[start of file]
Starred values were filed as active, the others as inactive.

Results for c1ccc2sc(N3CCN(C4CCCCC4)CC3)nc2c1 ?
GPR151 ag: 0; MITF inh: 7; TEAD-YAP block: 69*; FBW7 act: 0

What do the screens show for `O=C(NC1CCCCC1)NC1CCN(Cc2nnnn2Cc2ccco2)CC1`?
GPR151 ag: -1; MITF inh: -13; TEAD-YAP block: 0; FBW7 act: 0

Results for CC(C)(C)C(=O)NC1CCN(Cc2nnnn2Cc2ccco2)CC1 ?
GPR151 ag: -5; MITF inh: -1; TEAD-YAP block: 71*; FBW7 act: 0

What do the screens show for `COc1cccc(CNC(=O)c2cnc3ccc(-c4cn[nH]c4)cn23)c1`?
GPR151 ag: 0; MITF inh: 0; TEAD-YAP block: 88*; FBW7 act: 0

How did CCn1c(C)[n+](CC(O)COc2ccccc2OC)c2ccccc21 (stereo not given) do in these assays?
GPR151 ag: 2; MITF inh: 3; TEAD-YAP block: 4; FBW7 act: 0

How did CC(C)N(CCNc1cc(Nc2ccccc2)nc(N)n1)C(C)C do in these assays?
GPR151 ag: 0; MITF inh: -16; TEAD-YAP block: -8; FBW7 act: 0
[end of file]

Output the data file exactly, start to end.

Starred values were filed as active, the others as inactive.

Results for c1ccc2sc(N3CCN(C4CCCCC4)CC3)nc2c1 ?
GPR151 ag: 0; MITF inh: 7; TEAD-YAP block: 69*; FBW7 act: 0

What do the screens show for `O=C(NC1CCCCC1)NC1CCN(Cc2nnnn2Cc2ccco2)CC1`?
GPR151 ag: -1; MITF inh: -13; TEAD-YAP block: 0; FBW7 act: 0

Results for CC(C)(C)C(=O)NC1CCN(Cc2nnnn2Cc2ccco2)CC1 ?
GPR151 ag: -5; MITF inh: -1; TEAD-YAP block: 71*; FBW7 act: 0

What do the screens show for `COc1cccc(CNC(=O)c2cnc3ccc(-c4cn[nH]c4)cn23)c1`?
GPR151 ag: 0; MITF inh: 0; TEAD-YAP block: 88*; FBW7 act: 0

How did CCn1c(C)[n+](CC(O)COc2ccccc2OC)c2ccccc21 (stereo not given) do in these assays?
GPR151 ag: 2; MITF inh: 3; TEAD-YAP block: 4; FBW7 act: 0

How did CC(C)N(CCNc1cc(Nc2ccccc2)nc(N)n1)C(C)C do in these assays?
GPR151 ag: 0; MITF inh: -16; TEAD-YAP block: -8; FBW7 act: 0